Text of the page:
Writing Your Character’s Big Secrets

We’ve all heard that our stories must contain rising tension
and plenty of conflict. As a new writer, I thought that meant stuff had to blow
up to make the conflict apparent. Boy, was I wrong!

Writing Tip for Today: To maximize tension and conflict,
force your character to reveal her biggest, darkest secrets. Here are some ideas:

Trace Her Past

To help your reader understand the character’s darkest fears and secrets, the writer must first know what, how, when, and why stuff has already happened to create those closet skeletons. The more you know about your character’s background and past, the better you’ll be able to write your character’s motivations into the story.

If your protagonist has sworn off relationships after being
hurt or jilted, you as writer must know all the details of what happened to
make her so closed off. This is key, because the deep reason for her fear or
avoidance will also be the way your hero unlocks her heart.

A note here about characters who are mostly the writer: When we model characters based upon our own lives, we tend to color the details and avoid some of the most painful parts of our experiences. This may translate into a character who feels shallow, because you are holding back. Readers easily spot this protection and will quickly judge the work inauthentic. If you’re going to make your character some version of you, be willing to look deep within. Don’t hold back—especially the unflattering bits. Readers can spot this holding back and you’ll lose them.

Paint Him into a Corner

In many stories, the character is forced to reveal/face fears/secrets the same way ranchers treat cattle—gradually, they force the cows into a narrow chute. Likewise, squeeze your character tighter with each scene, ultimately forcing him/her to deal with the thing he/she hates or fears the most.

One way to do this is by imposing a time limit. If character can’t do X by a certain day/time, the opportunity is lost. If the heroine can’t rally the townspeople to support her cause, the evil developers will pave paradise. You get the idea.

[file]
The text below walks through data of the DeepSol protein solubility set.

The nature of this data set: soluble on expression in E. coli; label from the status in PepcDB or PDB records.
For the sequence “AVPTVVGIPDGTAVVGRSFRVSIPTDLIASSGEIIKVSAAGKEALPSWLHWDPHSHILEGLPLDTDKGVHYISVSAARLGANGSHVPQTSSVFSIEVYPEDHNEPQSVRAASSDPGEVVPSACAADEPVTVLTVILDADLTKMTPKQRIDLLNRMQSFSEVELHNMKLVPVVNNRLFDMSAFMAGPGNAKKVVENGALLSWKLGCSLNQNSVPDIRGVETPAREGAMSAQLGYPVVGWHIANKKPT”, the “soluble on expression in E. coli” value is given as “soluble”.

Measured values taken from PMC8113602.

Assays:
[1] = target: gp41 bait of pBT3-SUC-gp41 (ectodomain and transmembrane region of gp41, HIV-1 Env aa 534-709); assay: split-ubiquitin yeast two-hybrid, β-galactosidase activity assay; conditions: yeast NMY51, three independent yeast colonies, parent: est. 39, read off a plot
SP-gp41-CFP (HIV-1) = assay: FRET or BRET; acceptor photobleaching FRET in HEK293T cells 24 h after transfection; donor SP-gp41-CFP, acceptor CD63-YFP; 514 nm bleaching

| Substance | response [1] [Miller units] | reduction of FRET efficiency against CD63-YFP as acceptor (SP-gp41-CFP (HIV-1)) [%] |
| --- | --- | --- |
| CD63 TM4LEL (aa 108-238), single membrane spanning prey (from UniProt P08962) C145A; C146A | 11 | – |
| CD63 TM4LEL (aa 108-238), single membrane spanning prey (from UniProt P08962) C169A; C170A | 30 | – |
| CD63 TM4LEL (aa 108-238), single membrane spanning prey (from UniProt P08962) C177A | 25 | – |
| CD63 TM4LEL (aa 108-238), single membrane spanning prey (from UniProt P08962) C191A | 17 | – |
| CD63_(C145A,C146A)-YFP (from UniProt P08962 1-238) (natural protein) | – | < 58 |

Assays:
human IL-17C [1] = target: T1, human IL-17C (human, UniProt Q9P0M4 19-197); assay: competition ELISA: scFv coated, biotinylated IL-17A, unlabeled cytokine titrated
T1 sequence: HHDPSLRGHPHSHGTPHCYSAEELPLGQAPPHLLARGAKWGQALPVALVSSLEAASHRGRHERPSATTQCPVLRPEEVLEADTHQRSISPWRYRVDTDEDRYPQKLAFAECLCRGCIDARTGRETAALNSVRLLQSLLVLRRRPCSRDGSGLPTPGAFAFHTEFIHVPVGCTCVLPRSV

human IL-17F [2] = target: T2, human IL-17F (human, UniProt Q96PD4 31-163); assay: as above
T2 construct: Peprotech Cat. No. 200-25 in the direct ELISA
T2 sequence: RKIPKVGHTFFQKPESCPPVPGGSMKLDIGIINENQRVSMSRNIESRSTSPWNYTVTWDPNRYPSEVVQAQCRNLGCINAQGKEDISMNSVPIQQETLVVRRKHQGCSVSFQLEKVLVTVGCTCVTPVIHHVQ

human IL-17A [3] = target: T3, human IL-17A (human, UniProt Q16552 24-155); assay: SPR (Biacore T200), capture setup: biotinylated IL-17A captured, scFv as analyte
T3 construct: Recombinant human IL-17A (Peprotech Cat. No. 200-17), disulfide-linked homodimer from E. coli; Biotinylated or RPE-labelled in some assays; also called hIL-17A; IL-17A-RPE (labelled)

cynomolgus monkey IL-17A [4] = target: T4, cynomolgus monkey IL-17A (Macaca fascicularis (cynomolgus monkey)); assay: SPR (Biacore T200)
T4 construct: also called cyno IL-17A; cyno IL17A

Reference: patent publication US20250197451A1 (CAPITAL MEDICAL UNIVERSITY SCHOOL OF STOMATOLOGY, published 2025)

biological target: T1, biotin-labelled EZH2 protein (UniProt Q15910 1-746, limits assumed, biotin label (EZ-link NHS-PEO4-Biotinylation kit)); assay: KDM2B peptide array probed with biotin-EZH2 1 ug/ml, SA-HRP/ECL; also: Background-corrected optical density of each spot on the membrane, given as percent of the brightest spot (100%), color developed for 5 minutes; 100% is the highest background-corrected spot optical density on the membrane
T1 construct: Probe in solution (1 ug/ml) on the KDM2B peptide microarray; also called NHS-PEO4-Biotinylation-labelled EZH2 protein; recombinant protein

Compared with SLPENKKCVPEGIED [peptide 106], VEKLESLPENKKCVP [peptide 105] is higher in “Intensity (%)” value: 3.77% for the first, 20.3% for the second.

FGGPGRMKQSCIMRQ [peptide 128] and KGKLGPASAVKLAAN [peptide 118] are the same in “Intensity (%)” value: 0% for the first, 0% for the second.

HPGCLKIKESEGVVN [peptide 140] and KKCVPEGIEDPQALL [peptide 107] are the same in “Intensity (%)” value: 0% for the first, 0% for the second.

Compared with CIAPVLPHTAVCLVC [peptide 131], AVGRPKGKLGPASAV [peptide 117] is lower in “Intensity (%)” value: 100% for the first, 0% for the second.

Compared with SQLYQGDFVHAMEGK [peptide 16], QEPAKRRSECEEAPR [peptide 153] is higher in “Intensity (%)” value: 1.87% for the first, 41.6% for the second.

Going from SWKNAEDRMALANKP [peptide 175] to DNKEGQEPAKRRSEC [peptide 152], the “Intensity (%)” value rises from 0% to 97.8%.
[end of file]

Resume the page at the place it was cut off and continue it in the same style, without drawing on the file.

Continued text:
You can funnel your character into revealing deep secrets by
making her burn bridges with other characters. When your character stands
alone, has lost everything, it’s easier for her to see the light and break free
from her prison of fear/secrets.

Hold Her Feet to the Flame

Many writers avoid conflict in their stories—that’s how we
get along in life. But life and story aren’t the same. In story, readers can
see what might occur if they hadn’t just given up on something or walked away
from a relationship. In real life we spend a lot of time trying to ease
conflict, so when we write, that same conflict makes us uncomfortable.

But to keep readers, we all must force ourselves to stay in the fight. We can’t afford to let our character avoid a fight. And letting someone else bail out our character (known as deus ex machina) feels cheap and unsatisfying. Especially in children’s stories, the temptation is to allow parents/grown-ups to solve the problem. Resist! Your reader is following your character to see if that character can pull herself out of a jam. That’s why so many books/movies about kids have so few adults in the story. Readers want the protagonist to solve the problems on their own.

Know your character’s past, paint them slowly into a corner
and never let them off the hook. When your character finally reveals the deep
dark secret, your readers will cheer.

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About Linda S. Clare

I'm an author, speaker, writing coach and mentor. I teach both fiction and nonfiction writing at Lane Community College and in the doctoral program as expert writing advisor for George Fox University. I love helping writers improve their craft and I'm both an avid reader and writer of stories about those with wounded hearts.

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